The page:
Oh - and take off jewellery and your watch when trying on vintage eveningwear, it's easy to cause damage if you catch the fabric.

Done all that? Found your frock? Now get out on the town and show her a great time!

Photographs by CJ Taylor.

Tuesday, 28 September 2010

Treacle & Co

My new favourite cafe (and they do seem to be springing up thick and fast despite the recession...) is Treacle & Co on Church Road, Hove, East Sussex.

Its blue and white tiled interior indicates that it was either a fishmonger or a fish and chip shop in the past. It has been wittily furnished with salvaged furniture and all sorts of curios. The highlight for me is the women's toilet: wallpapered with black and white cuttings of animals and one single colour picture of a goldfish (apparently the men's toilet features maps of the world).

Oh yes, and there are big fat cakes if you like that sort of thing, and nice coffee.

Monday, 27 September 2010

Breathing new life into old stuff

Hello there. My name is Carol and, having kept up a general blog for some time now, I have decided to start this new one with a more specific, but certainly not narrow, theme.

Like many others out there in the blogosphere, I am a passionate collector of vintage clothes, but I also re-appropriate vintage and recycled fabrics, furniture and other finds. The theme of this blog will be hunting for vintage and second-hand treasures and giving discarded items a second chance.

You can have a look at my more general blog here: and you can see my children's clothes at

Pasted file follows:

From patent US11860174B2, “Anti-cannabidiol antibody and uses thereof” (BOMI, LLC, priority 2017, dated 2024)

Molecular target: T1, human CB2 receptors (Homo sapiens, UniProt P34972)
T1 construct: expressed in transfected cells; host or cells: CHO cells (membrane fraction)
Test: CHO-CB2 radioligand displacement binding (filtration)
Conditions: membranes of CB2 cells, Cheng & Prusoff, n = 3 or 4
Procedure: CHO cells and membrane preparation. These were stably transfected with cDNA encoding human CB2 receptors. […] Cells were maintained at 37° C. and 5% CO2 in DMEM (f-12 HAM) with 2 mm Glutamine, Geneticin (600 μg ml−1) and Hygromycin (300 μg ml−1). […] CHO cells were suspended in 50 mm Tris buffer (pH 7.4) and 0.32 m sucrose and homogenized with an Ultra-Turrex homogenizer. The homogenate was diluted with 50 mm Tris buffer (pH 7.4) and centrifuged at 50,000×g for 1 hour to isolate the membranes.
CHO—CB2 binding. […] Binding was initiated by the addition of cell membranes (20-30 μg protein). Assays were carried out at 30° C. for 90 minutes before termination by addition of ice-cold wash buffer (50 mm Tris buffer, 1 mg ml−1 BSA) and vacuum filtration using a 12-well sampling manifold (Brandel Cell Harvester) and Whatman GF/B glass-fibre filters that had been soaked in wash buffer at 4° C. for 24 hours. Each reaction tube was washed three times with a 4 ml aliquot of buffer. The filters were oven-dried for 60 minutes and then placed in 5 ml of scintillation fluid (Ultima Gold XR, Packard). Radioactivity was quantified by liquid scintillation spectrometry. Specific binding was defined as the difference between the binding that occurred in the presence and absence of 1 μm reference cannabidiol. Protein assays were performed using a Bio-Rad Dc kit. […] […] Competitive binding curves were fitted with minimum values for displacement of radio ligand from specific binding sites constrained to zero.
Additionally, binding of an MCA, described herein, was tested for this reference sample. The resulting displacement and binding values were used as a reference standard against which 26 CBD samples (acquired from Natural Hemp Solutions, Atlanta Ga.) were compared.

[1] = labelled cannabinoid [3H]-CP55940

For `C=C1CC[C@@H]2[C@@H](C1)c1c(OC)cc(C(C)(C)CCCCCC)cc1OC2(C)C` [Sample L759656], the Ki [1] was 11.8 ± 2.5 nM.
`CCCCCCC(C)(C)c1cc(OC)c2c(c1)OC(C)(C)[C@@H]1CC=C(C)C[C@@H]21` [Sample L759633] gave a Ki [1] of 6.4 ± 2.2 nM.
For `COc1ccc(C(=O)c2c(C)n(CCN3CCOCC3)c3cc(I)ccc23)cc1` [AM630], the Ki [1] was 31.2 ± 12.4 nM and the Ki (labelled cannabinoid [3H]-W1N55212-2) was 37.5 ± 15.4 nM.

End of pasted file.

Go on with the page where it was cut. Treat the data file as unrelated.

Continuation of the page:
So, to start with, here's a dress made from an old curtain using a vintage 1960s pattern. I liked the inappropriate combination of winter trees on a sleeveless summer dress. Old curtains are great for recycling as you often get a lot of fabric even if there's only one of the pair. There are pitfalls though: the fabric will be weakened - and probably faded - especially down the sides, by the sun's rays; also, I often find that curtains have been used as dust sheets for decorating and so they may have paint on them. Even after damaged fabric has been cut away, you can usually squeeze quite a lot out of the remaining fabric, although you probably won't be able to lay out the pattern pieces as per the instructions as you would with a new piece of fabric.

The first time I wore this dress I happened to visit the market where I had bought the original curtain. I met the stallholder again; he squinted at me and said "I recognise that from somewhere..." When I told him how his old curtain had been reincarnated he insisted on taking my photograph to show his wife what had become of a piece of their old junk.